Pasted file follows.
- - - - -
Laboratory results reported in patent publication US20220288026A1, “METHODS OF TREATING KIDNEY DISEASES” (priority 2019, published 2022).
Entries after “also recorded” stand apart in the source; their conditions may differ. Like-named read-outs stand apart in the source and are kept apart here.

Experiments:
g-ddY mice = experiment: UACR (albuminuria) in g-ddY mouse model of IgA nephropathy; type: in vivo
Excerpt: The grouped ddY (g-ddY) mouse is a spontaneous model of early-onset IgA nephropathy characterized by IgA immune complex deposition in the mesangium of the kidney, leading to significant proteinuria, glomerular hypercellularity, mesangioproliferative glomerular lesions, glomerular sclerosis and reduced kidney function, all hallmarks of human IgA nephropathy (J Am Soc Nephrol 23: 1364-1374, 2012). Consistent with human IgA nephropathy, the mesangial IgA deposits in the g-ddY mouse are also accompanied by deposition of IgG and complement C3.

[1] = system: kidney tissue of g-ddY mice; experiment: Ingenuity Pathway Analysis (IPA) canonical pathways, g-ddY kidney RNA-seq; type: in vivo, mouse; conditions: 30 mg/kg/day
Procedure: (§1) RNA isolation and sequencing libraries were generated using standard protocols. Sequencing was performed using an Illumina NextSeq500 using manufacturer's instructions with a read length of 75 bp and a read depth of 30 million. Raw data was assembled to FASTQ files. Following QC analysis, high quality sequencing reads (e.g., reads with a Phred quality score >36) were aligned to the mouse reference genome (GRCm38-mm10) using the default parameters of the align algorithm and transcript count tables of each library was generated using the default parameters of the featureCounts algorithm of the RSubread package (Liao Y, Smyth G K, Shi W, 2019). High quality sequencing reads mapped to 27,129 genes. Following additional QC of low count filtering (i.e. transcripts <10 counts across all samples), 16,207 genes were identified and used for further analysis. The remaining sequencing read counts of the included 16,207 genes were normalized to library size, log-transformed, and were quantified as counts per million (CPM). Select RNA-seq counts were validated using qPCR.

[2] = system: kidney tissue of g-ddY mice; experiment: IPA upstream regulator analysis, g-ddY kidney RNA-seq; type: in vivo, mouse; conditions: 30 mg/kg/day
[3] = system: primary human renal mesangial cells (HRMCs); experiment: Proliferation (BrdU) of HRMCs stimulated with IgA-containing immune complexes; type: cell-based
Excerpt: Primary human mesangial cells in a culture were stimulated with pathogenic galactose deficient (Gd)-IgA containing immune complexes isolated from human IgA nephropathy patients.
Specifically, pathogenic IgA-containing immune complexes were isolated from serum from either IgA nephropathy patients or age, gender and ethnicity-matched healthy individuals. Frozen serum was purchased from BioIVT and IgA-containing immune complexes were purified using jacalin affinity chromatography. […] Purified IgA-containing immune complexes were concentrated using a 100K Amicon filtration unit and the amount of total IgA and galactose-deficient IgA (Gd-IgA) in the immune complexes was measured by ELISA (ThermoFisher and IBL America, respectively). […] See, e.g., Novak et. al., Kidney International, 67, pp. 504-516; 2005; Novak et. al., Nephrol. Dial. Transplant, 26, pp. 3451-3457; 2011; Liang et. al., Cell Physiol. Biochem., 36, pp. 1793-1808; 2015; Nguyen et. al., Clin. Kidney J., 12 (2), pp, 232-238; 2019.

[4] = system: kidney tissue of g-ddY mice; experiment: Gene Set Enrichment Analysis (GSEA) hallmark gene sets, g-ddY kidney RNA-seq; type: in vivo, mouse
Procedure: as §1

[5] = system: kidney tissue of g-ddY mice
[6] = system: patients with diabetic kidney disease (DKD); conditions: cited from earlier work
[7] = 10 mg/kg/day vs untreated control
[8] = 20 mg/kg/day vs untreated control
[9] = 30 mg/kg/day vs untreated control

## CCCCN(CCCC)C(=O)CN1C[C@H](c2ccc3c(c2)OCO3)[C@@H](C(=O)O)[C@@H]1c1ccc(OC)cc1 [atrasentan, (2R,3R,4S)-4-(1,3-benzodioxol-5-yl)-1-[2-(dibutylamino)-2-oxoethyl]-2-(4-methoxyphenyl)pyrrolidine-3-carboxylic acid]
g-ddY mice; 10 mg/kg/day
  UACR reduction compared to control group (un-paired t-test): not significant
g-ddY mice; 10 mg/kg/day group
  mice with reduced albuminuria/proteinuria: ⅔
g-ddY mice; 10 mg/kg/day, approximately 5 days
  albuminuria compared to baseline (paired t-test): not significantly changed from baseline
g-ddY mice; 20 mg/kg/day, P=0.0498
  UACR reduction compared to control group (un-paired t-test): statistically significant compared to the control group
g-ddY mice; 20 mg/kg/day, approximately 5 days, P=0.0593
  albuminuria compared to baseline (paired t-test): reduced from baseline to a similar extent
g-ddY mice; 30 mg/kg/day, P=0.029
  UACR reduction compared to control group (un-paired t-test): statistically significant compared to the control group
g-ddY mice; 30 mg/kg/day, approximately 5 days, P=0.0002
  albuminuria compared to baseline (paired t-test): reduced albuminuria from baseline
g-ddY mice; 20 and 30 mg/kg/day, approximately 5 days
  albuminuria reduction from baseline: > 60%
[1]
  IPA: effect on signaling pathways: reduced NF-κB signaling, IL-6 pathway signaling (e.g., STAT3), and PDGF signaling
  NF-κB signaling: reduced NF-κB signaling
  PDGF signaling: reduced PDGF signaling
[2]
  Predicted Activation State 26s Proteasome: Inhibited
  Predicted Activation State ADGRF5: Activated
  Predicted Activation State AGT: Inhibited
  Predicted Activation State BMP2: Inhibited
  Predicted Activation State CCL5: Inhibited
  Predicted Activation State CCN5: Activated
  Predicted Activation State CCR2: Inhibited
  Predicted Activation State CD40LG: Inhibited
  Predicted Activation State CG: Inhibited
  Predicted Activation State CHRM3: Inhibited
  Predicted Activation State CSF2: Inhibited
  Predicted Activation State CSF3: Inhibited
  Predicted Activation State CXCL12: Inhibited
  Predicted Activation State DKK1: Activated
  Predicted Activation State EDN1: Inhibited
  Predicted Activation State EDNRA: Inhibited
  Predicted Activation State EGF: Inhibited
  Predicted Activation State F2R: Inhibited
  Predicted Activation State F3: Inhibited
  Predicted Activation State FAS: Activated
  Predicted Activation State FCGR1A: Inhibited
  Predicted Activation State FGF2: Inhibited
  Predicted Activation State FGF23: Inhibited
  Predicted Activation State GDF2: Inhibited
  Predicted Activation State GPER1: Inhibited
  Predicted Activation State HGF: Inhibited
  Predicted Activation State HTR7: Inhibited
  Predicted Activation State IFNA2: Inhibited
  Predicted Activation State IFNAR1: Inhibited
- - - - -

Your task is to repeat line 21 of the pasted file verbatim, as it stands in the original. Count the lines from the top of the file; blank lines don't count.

  UACR reduction compared to control group (un-paired t-test): not significant